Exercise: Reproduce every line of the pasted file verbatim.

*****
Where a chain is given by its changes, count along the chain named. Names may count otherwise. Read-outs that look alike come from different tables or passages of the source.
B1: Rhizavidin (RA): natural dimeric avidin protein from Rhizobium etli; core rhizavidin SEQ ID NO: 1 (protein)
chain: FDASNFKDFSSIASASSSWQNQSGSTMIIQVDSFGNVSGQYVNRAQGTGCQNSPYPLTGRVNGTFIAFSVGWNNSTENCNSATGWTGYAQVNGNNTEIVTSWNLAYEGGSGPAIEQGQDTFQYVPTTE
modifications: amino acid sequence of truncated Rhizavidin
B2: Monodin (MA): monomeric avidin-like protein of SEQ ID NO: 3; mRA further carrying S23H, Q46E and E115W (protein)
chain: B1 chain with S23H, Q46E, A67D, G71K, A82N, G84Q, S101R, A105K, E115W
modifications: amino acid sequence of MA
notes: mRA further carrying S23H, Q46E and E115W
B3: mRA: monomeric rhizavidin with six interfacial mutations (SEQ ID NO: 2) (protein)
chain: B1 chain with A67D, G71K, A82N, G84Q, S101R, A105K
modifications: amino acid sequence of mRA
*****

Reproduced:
Where a chain is given by its changes, count along the chain named. Names may count otherwise. Read-outs that look alike come from different tables or passages of the source.
B1: Rhizavidin (RA): natural dimeric avidin protein from Rhizobium etli; core rhizavidin SEQ ID NO: 1 (protein)
chain: FDASNFKDFSSIASASSSWQNQSGSTMIIQVDSFGNVSGQYVNRAQGTGCQNSPYPLTGRVNGTFIAFSVGWNNSTENCNSATGWTGYAQVNGNNTEIVTSWNLAYEGGSGPAIEQGQDTFQYVPTTE
modifications: amino acid sequence of truncated Rhizavidin
B2: Monodin (MA): monomeric avidin-like protein of SEQ ID NO: 3; mRA further carrying S23H, Q46E and E115W (protein)
chain: B1 chain with S23H, Q46E, A67D, G71K, A82N, G84Q, S101R, A105K, E115W
modifications: amino acid sequence of MA
notes: mRA further carrying S23H, Q46E and E115W
B3: mRA: monomeric rhizavidin with six interfacial mutations (SEQ ID NO: 2) (protein)
chain: B1 chain with A67D, G71K, A82N, G84Q, S101R, A105K
modifications: amino acid sequence of mRA